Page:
The Immortality Key tracks my 12-year investigation into what the most influential religious scholar of the 20th century, Huston Smith, once referred to as the "best-kept secret" in history. Did the Ancient Greeks use psychedelics to find God? And did the first Christians inherit the same, secret tradition?

For more about my book, here's links to my appearances on Joe Rogan Experience and CNN.

Proof: https://i.redd.it/y357c5ahygx51.jpg

Comments: 517 • Responses: 60  • Date: 

Raey42358 karma

Have you ever done DMT though?

Brian_Muraresku431 karma

My psychedelic virginity remains intact.

tripleblue85106 karma

I just started reading your book after your appearance on JRE and I must know: are you going to take Graham Hancock's offer to take you on a South American ayahuasca journey? I'm three chapters in and am greatly enjoying it so far!

Brian_Muraresku168 karma

Ha! Graham and Joe are great guys. We had fun in Austin. One of my favorite YouTube comments from the show (yes ... I read them!) was something like: "When Graham Hancock offers to take you down to the Amazon to do ayahuasca ... you GO!" Only time will tell.

octopusraygun90 karma

Have there been any pertinent archaeological finds, or other information that interested you, since the book came out?

Brian_Muraresku164 karma

Yes. A few months before publication, there was the Tel Arad analysis. From charred organic remains on a limestone altar at Tel Arad, Israel -- "a scaled down version of the Biblical description of King Solomon’s Temple" -- the very first archaeochemical data for the ritual use of psychoactive drugs in the Judahite tradition: https://www.tandfonline.com/doi/full/10.1080/03344355.2020.1732046. In measured tones, the authors conclude: "It seems feasible to suggest that the use of cannabis on the Arad altar had a deliberate psychoactive role ... to stimulate ecstasy as part of cultic ceremonies."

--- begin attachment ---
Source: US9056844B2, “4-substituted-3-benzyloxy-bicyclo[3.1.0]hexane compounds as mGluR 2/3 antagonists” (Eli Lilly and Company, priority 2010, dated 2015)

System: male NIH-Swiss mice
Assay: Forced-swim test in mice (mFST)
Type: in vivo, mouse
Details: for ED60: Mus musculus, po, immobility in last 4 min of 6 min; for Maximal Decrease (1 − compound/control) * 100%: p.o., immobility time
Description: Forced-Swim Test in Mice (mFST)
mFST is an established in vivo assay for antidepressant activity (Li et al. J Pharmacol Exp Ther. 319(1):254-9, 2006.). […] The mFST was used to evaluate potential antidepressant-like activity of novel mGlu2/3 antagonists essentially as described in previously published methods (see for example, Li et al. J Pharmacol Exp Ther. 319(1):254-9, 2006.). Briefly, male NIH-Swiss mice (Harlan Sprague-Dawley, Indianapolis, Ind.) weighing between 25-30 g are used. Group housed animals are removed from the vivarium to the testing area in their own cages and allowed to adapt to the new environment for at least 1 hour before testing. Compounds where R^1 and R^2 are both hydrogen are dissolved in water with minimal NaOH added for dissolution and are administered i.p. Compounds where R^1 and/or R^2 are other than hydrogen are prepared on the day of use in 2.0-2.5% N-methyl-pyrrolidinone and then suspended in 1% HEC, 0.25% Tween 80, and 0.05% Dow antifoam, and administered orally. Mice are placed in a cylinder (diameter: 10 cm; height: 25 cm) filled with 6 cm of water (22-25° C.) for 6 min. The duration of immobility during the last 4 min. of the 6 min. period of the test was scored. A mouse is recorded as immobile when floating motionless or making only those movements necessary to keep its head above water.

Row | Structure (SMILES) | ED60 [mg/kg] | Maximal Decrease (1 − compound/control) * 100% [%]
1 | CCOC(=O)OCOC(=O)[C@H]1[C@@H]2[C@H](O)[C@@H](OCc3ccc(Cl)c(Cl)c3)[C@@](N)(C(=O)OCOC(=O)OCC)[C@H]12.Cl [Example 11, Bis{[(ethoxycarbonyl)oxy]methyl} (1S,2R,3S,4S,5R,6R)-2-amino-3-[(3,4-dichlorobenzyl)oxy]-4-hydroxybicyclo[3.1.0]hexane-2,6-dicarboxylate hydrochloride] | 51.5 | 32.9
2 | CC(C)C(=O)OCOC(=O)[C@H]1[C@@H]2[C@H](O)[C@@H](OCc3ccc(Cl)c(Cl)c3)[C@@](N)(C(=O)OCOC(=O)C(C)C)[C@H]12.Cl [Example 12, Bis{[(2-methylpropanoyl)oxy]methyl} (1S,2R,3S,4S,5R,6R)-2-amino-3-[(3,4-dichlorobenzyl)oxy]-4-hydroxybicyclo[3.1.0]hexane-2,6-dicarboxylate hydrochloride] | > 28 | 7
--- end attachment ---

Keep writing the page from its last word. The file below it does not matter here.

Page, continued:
And then, just last week, another fascinating discovery in the Holy Land. Where paganism and paleo-Christianity literally overlap in the centuries after Jesus: https://www.timesofisrael.com/rare-early-christian-church-built-atop-temple-to-pan-found-in-northern-israel/. The site is ripe for excavation and archaeochemical analysis of ancient containers that may surface.

checkoutthatlady63 karma

What got you interested in psychedelics in relation to religion?

Brian_Muraresku154 karma

As I write about in the Introduction, it was a chance read of an article entitled "The God Pill" in the Economist, way back in 2007. The article was published in 2006, but didn't hit my radar until 2007. It's right here, as a matter of fact: https://www.economist.com/science-and-technology/2006/07/13/the-god-pill. After reading that statistic about roughly 2/3 of the psilocybin volunteers describing their one and only dose as either the single most meaningful experience of their entire lives, or among the top five, I was hooked. I immediately started thinking about the once-in-a-lifetime event mysteriously recorded at Eleusis by the best and brightest of Athens and Rome. If the mystical experience was happening today, when not then?

bostonthinka54 karma

Has your research revealed that psychedelics replicate religious thoughts or epiphanies or do psychedelics activate a region of the brain that simulates religious epiphanies or thoughts?

Brian_Muraresku90 karma